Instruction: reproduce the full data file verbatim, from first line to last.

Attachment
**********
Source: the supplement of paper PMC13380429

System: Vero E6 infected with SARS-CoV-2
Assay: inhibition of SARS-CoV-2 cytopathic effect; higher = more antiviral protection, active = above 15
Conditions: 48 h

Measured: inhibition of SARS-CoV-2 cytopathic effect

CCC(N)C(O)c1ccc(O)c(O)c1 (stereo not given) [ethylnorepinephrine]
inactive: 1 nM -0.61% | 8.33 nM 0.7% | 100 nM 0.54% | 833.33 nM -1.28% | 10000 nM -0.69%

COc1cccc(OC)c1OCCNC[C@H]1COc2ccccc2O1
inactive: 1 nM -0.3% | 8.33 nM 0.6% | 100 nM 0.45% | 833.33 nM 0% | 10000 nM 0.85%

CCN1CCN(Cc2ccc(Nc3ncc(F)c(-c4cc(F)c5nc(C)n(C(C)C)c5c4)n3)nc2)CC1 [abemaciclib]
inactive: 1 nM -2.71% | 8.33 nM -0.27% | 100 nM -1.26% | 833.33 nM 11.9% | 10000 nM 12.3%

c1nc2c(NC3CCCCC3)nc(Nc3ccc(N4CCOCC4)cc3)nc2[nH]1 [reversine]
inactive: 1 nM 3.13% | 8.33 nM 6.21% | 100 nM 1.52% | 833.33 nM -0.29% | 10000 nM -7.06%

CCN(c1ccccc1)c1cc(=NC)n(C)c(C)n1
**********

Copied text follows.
Source: the supplement of paper PMC13380429

System: Vero E6 infected with SARS-CoV-2
Assay: inhibition of SARS-CoV-2 cytopathic effect; higher = more antiviral protection, active = above 15
Conditions: 48 h

Measured: inhibition of SARS-CoV-2 cytopathic effect

CCC(N)C(O)c1ccc(O)c(O)c1 (stereo not given) [ethylnorepinephrine]
inactive: 1 nM -0.61% | 8.33 nM 0.7% | 100 nM 0.54% | 833.33 nM -1.28% | 10000 nM -0.69%

COc1cccc(OC)c1OCCNC[C@H]1COc2ccccc2O1
inactive: 1 nM -0.3% | 8.33 nM 0.6% | 100 nM 0.45% | 833.33 nM 0% | 10000 nM 0.85%

CCN1CCN(Cc2ccc(Nc3ncc(F)c(-c4cc(F)c5nc(C)n(C(C)C)c5c4)n3)nc2)CC1 [abemaciclib]
inactive: 1 nM -2.71% | 8.33 nM -0.27% | 100 nM -1.26% | 833.33 nM 11.9% | 10000 nM 12.3%

c1nc2c(NC3CCCCC3)nc(Nc3ccc(N4CCOCC4)cc3)nc2[nH]1 [reversine]
inactive: 1 nM 3.13% | 8.33 nM 6.21% | 100 nM 1.52% | 833.33 nM -0.29% | 10000 nM -7.06%

CCN(c1ccccc1)c1cc(=NC)n(C)c(C)n1